Ike Garson, Lunch4Learning, 23rd July 2013

Ike Garson visited the club on 23rd July to speak to us about Lunch4Learning, an organisation that works in Uganda.

Ike, the director of Lunch4Learning, had worked for many years as both teacher and advisor for Oxfordshire County Council Education Department. Since his retirement he has set up the Lunch4Learning charity which aims to encourage the sustainable provision of school dinners in Ugandan schools.

During his time with Oxfordshire County Council (OCC), 66 schools in Oxfordshire were working with schools in Uganda in 5 different areas. Ike visited the country several times and realised that the standards of learning were abysmal for two major reasons: firstly, children were going to school without having had a breakfast and secondly, whilst at school they did not get anything to eat or drink.
Ike took early retirement from OCC and set up the charity, Lunch4Learning which is working in the Jinja District of Uganda which has 87 primary schools. Over time, the aim is for schools to become increasingly independent of the charity’s financial support, making the programme sustainable. The land in the area is fertile and produces two crops per year.

What is Lunch4Learning trying to do?
To raise the standards of learning through the provision of a midday meal by sustainable means.
To continually improve the nutritional quality of these meals.
To help schools provide water for drinking, cooking and hand washing.
To help schools provide a breakfast meal at the start of the day.

How does Lunch4Learning do this?
Provide start-up funds to plant out a school garden with a small proportion set aside for seeds and ploughing, the harvest goes into the kitchens to feed the children. When the first harvest is sold at market, 40% goes to the school kitchen with 60% to Lunch4Learning. Then, as long as the school agrees to put the money towards buying more land to grow more crops, the 60% is given back to them to increase their profitability. Then when the next crop is grown, they will get more. Currently, children are going to the sugar plantations to eat the sugar cane and there is an explosion in diabetes.
Provide start-up funds to set up an Income Generating Project (IGP)/mini business that will continue to bring income long after Lunch4Learning has helped the school achieve sustainability.
Committed funds to ensure schools have effective water harvesting options for cooking, drinking and hand-washing.
To encourage support and intervention from parents, faith groups, local and national politicians through an advocacy programme that raises awareness of children’s hunger in schools.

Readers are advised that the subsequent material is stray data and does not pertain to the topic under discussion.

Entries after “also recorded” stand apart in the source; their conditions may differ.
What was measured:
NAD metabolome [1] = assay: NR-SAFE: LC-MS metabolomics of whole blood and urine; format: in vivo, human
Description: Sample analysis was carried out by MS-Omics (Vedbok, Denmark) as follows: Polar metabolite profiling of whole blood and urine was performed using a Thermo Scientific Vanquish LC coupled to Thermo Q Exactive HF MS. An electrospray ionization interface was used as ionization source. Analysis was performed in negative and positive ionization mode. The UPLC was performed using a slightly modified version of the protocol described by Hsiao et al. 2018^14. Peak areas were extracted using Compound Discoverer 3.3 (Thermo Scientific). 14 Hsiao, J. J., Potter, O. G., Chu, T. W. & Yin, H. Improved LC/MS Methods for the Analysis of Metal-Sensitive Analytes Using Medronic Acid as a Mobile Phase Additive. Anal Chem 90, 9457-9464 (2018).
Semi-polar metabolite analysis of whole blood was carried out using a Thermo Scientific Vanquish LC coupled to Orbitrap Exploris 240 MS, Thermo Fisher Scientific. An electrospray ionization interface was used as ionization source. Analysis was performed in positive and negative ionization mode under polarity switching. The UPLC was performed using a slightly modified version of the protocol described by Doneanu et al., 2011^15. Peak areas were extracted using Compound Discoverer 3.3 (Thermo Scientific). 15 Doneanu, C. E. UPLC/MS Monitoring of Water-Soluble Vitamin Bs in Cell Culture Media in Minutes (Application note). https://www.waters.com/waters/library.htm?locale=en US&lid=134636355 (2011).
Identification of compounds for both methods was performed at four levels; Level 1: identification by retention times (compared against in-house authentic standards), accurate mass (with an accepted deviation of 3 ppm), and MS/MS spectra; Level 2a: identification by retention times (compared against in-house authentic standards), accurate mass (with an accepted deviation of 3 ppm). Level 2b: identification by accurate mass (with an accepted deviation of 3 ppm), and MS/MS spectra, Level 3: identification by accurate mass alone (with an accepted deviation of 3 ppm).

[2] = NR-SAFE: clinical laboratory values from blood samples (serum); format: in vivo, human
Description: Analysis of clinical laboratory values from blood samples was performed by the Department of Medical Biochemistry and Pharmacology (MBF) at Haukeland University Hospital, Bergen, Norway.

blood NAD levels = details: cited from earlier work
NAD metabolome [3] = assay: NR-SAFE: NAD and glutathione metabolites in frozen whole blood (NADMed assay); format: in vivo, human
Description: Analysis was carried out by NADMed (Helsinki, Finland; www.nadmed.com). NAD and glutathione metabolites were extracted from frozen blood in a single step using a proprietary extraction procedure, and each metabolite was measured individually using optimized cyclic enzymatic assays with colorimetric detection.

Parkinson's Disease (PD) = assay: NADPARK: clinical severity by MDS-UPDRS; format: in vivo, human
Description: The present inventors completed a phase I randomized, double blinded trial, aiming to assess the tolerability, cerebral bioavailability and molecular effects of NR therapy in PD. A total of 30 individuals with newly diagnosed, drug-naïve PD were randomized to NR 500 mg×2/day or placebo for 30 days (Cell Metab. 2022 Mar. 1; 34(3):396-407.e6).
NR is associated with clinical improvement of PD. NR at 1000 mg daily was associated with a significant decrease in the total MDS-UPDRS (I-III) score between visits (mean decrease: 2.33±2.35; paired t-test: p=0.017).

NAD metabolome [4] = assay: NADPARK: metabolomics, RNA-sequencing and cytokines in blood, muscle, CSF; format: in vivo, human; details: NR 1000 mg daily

How will Lunch4Learning know they’ve done it?
Increase in attendance rates
Improved Primary Leaving Exams (PLE) results (ages 12-13)
Larger numbers pupils transfer to secondary school

How are Lunch4Learning funds used?
To provide mobile milling services to the school on site as part of their on-going development. Costs will include transport, milling machines and related on-going costs. Taking the service to school would ensure the maize gets form the field to the school kitchens.
To provide funding to 35 schools to help them develop IGPs – pig farming, brick making, poultry farming, growing maize.
To install 10,000 litre tanks with guttering in school involved with our programme – to replace a tap = £3, to replace a 10 metre gutter line = £18. Looking to build 30 water tanks in conjunction with Haileybury Youth Trust.
To build a plant for the production of organic briquettes. Schools use firewood cut down from eucalyptus trees which is costing them £2.50 per bag. Supplying the school with briquettes will save the schools money and will be environmentally responsible. The briquettes are made from the husks from maize and leaves from banana trees.

£1.14 will feed one child for one term; £3.50 will feed 1 child for a year.
All Lunch4Learning staff are working in the UK salary free and in Uganda they employ a Programme Manager, a Schools Development Supervisor and a Data & Communication Assistant. They do not work through government departments.

This model would work in other countries where you can grow two crops in a year. One concern of Lunch4Learning however is that children are not being fed at home because parents say that they have been fed at school.

The programme is supported by various Rotary Clubs and the Rotary Club of Haddenham & District is leading in obtaining a global grant from the Rotary Foundation to help to increase the scope of the work.

Further information:


Global Grant Application

Lunch4Learning Website